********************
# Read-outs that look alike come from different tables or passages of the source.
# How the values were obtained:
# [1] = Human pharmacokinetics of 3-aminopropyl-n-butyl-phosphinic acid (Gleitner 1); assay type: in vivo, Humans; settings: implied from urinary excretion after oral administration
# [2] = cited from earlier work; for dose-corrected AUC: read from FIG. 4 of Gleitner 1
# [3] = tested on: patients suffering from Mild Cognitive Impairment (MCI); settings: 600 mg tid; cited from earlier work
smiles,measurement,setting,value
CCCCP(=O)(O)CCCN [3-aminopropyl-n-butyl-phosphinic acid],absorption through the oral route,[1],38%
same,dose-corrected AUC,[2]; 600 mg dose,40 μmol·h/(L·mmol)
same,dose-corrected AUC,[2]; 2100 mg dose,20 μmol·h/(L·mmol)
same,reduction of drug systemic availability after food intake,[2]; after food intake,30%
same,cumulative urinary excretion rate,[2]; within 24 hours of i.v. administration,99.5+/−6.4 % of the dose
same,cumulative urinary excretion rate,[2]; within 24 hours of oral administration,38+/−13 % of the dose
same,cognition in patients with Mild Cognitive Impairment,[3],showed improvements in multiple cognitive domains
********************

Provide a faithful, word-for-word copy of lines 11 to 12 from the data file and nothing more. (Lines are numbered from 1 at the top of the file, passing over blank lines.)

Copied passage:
same,cumulative urinary excretion rate,[2]; within 24 hours of i.v. administration,99.5+/−6.4 % of the dose
same,cumulative urinary excretion rate,[2]; within 24 hours of oral administration,38+/−13 % of the dose